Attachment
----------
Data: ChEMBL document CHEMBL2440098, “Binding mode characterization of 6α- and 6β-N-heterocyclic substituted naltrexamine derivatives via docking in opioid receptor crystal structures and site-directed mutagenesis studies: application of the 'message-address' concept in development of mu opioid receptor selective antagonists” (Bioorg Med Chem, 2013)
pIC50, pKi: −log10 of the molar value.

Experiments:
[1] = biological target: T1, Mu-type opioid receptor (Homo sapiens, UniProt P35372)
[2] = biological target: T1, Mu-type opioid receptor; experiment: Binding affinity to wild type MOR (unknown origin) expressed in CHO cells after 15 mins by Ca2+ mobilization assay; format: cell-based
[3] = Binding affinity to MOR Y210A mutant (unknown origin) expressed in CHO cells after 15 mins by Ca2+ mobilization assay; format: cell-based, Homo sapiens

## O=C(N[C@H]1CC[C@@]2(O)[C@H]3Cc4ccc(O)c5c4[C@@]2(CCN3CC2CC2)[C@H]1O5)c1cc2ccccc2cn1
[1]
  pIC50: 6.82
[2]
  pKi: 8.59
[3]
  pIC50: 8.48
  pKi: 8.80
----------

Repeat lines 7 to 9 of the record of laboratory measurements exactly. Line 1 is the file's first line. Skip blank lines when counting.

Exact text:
## O=C(N[C@H]1CC[C@@]2(O)[C@H]3Cc4ccc(O)c5c4[C@@]2(CCN3CC2CC2)[C@H]1O5)c1cc2ccccc2cn1
[1]
  pIC50: 6.82